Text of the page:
Harvey Hill (North Carolina produced only two lieutenant
generals and it was the second highest rank in the army) and his mother was the sister to General “Stonewall”
Jackson’s wife. In Confederate Military History Of North Carolina,
Hill discusses North Carolina’s massive task of preparing and mobilizing for the conflict; the many regiments and battalions
recruited from the Old North State; as well as the state's numerous contributions during the war. Continued below.
During Hill's Tar Heel State
study, the reader begins with interesting and thought-provoking statistical data regarding the 125,000 "Old North State"
soldiers that fought during the course of the war and the 40,000 that perished. Hill advances with the Tar Heels to the first
battle at Bethel, through numerous bloody campaigns and battles--including North
Carolina’s contributions at the "High Watermark" at Gettysburg--and concludes
with Lee's surrender at Appomattox.
Recommended Reading: Lee's Lieutenants: A Study in Command (912 pages).
Description: Hailed as one of the greatest Civil War
books, this exhaustive study is an abridgement of the original three-volume version. It is a history of the Army
of Northern Virginia from the first shot fired to the surrender at Appomattox - but what makes this book unique is that it
incorporates a series of biographies of more than 150 Confederate officers. The book discusses in depth all the tradeoffs
that were being made politically and militarily by the South. Continued below.
The book does
an excellent job describing the battles, then at a critical decision point in the battle, the book focuses on an officer -
the book stops and tells the biography of that person, and then goes back to the battle and tells what information the officer
had at that point and the decision he made. At the end of the battle, the officers decisions are critiqued based on what he
"could have known and what he should have known" given his experience, and that is compared with 20/20 hindsight. "It is an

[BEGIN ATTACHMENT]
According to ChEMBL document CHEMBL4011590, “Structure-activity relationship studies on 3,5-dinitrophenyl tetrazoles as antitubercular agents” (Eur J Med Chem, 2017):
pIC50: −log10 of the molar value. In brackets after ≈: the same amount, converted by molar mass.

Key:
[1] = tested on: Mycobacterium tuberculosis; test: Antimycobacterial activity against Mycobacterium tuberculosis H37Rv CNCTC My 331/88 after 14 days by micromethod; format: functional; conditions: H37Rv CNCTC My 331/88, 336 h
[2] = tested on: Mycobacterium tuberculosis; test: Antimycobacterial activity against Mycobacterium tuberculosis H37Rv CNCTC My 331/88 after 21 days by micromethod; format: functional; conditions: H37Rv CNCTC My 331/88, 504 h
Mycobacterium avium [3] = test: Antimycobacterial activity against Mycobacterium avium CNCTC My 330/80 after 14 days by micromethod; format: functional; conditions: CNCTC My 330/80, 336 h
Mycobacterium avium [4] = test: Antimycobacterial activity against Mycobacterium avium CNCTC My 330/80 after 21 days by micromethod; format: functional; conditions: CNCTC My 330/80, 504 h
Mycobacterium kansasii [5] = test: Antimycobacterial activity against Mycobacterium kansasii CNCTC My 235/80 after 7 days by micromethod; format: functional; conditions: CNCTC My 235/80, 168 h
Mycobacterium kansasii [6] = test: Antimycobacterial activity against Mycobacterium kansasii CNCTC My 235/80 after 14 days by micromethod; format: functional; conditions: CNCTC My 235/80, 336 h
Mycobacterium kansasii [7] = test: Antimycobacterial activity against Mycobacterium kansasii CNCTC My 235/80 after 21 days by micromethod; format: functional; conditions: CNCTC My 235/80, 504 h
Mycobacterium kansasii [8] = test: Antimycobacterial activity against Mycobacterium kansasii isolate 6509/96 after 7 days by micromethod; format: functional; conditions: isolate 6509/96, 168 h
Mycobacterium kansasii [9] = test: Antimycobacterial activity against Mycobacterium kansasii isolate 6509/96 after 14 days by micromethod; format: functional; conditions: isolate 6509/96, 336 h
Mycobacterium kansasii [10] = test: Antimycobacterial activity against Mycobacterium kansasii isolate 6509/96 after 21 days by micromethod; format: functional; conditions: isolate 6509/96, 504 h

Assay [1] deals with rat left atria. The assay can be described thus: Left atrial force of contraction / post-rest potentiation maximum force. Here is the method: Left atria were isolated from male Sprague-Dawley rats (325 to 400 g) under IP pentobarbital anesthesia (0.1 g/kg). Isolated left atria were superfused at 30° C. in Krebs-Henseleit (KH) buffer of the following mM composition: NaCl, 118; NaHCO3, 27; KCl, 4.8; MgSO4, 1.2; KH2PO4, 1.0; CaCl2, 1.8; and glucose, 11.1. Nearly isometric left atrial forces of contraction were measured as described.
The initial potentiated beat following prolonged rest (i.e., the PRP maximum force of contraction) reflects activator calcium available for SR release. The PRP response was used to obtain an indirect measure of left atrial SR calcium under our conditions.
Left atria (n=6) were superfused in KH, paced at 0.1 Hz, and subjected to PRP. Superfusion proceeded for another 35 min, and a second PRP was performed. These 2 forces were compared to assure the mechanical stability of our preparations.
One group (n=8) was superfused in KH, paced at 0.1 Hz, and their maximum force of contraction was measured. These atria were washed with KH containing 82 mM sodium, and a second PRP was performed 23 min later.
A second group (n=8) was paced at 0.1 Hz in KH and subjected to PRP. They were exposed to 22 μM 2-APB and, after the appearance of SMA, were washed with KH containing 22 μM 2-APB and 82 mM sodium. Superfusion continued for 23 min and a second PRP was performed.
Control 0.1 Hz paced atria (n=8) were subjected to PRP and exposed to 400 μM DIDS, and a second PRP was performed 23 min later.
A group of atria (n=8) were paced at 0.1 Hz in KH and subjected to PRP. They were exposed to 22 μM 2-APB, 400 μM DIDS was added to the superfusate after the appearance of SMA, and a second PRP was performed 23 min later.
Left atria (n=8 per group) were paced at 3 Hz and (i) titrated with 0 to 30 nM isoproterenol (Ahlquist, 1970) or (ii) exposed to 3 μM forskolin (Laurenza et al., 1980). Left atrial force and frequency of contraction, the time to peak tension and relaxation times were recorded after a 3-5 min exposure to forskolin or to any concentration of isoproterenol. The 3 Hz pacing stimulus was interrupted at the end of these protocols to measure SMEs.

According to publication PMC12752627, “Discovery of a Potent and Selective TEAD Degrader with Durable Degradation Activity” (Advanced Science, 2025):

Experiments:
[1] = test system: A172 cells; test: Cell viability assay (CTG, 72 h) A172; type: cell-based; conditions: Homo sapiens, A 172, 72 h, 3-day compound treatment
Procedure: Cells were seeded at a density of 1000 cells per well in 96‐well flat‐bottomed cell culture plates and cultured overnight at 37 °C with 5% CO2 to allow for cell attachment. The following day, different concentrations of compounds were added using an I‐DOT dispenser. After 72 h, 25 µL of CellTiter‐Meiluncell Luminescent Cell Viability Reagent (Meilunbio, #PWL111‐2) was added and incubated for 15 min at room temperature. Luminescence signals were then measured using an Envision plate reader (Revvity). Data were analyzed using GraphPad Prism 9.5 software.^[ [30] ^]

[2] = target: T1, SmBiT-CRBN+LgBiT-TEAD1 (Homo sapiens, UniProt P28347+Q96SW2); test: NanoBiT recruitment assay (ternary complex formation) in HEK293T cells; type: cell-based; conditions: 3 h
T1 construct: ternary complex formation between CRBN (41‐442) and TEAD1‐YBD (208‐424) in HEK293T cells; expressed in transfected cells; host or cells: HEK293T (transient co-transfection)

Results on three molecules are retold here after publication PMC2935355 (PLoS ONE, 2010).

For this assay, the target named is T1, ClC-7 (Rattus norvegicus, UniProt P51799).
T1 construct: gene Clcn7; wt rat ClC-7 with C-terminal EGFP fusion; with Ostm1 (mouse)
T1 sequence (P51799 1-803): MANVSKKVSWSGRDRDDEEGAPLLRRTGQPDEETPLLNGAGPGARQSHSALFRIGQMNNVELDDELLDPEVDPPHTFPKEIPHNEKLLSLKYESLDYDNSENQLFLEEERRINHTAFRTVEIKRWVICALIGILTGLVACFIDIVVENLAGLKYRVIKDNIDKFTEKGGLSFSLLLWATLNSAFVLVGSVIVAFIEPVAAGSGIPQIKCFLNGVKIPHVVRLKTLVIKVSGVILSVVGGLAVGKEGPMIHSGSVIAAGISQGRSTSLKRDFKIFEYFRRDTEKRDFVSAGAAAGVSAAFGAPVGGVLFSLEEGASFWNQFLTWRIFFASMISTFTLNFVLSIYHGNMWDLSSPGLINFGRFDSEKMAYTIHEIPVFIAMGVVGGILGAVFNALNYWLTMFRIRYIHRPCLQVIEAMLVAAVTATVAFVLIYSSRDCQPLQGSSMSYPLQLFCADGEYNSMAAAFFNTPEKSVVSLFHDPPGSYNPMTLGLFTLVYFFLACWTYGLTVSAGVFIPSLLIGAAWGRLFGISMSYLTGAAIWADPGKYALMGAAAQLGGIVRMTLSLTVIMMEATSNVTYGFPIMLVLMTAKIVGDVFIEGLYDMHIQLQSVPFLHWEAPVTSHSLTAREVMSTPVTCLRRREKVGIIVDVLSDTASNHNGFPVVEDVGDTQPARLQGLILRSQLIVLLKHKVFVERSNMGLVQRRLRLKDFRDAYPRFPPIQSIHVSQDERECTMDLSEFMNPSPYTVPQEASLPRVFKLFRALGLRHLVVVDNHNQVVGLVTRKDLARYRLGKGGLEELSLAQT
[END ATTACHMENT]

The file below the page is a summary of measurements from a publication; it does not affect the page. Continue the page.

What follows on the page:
incredibly well written book!"
Recommended Reading: The Civil War in North Carolina. Description: Numerous battles and skirmishes were
fought in North Carolina during the Civil War, and the campaigns
and battles themselves were crucial in the grand strategy of the conflict and involved some of the most famous generals of
the war. John Barrett presents the complete story of military engagements across the state, including the classical pitched
battle of Bentonville--involving Generals Joe Johnston and William Sherman--the siege of Fort Fisher, the amphibious campaigns on the
coast, and cavalry sweeps such as General George Stoneman's Raid.
Recommended Reading: Generals in Gray Lives of the Confederate Commanders.
Description: When Generals in Gray was published in 1959, scholars and critics immediately hailed it as one of the few
indispensable books on the American Civil War. Historian Stanley Horn, for example, wrote, "It is difficult for a reviewer
to restrain his enthusiasm in recommending a monumental book of this high quality and value." Here at last is the paperback
edition of Ezra J. Warner’s magnum opus with its concise, detailed biographical sketches and—in an amazing
feat of research—photographs of all 425 Confederate generals. Continued below.
The only exhaustive guide to the South’s command,
Generals in Gray belongs on the shelf of anyone interested in the Civil War. RATED 5 STARS!
Recommended Viewing: The Civil War - A Film by Ken Burns. Review: The Civil War
- A Film by Ken Burns is the most successful public-television miniseries in American history. The
11-hour Civil War didn't just captivate a nation, reteaching to us our history in
narrative terms; it actually also invented a new film language taken from its creator. When people describe documentaries
using the "Ken Burns approach," its style is understood: voice-over narrators reading letters and documents dramatically and
stating the writer's name at their conclusion, fresh live footage of places juxtaposed with still images (photographs, paintings,
maps, prints), anecdotal interviews, and romantic musical scores taken from the era he depicts. Continued below.
The Civil War uses all of these devices to evoke atmosphere and resurrect an event that many knew
only from stale history books. While Burns is a historian, a researcher, and a documentarian, he's above all a gifted storyteller,
and it's his narrative powers that give this chronicle its beauty, overwhelming emotion, and devastating horror. Using the
words of old letters, eloquently read by a variety of celebrities, the stories of historians like Shelby Foote and rare, stained
photos, Burns allows us not only to relearn and finally understand our history, but also to feel and experience it. "Hailed
as a film masterpiece and landmark in historical storytelling." "[S]hould be a requirement for every